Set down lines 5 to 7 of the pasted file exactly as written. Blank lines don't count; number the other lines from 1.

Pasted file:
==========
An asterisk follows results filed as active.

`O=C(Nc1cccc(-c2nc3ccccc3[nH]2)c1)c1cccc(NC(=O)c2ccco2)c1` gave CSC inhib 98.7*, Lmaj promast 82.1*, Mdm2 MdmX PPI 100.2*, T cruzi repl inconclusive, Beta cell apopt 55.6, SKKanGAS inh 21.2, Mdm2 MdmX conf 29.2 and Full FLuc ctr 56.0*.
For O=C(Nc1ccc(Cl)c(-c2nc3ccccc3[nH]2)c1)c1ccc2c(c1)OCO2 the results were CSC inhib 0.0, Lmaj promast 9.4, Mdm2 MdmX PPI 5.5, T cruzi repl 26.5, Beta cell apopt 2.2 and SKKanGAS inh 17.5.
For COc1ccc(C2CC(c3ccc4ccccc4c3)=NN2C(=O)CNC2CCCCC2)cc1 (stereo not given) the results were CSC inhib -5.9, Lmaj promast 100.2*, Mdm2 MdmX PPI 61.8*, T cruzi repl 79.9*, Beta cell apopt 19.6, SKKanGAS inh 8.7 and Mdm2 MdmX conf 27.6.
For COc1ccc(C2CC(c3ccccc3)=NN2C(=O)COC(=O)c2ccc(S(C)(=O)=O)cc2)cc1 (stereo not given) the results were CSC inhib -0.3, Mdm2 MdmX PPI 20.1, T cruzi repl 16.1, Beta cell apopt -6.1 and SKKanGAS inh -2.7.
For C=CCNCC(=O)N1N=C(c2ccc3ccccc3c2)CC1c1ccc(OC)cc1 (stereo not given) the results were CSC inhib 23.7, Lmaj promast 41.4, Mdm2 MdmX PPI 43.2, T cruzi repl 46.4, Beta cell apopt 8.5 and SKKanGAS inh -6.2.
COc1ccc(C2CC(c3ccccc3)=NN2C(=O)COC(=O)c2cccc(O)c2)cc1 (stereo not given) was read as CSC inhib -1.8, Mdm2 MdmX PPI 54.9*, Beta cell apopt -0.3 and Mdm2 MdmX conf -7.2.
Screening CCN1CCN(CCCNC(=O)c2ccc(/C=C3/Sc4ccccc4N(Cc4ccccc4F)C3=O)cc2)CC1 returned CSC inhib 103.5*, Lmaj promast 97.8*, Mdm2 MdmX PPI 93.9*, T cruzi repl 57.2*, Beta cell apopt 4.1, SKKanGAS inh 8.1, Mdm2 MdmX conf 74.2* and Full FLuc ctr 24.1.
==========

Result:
For COc1ccc(C2CC(c3ccccc3)=NN2C(=O)COC(=O)c2ccc(S(C)(=O)=O)cc2)cc1 (stereo not given) the results were CSC inhib -0.3, Mdm2 MdmX PPI 20.1, T cruzi repl 16.1, Beta cell apopt -6.1 and SKKanGAS inh -2.7.
For C=CCNCC(=O)N1N=C(c2ccc3ccccc3c2)CC1c1ccc(OC)cc1 (stereo not given) the results were CSC inhib 23.7, Lmaj promast 41.4, Mdm2 MdmX PPI 43.2, T cruzi repl 46.4, Beta cell apopt 8.5 and SKKanGAS inh -6.2.
COc1ccc(C2CC(c3ccccc3)=NN2C(=O)COC(=O)c2cccc(O)c2)cc1 (stereo not given) was read as CSC inhib -1.8, Mdm2 MdmX PPI 54.9*, Beta cell apopt -0.3 and Mdm2 MdmX conf -7.2.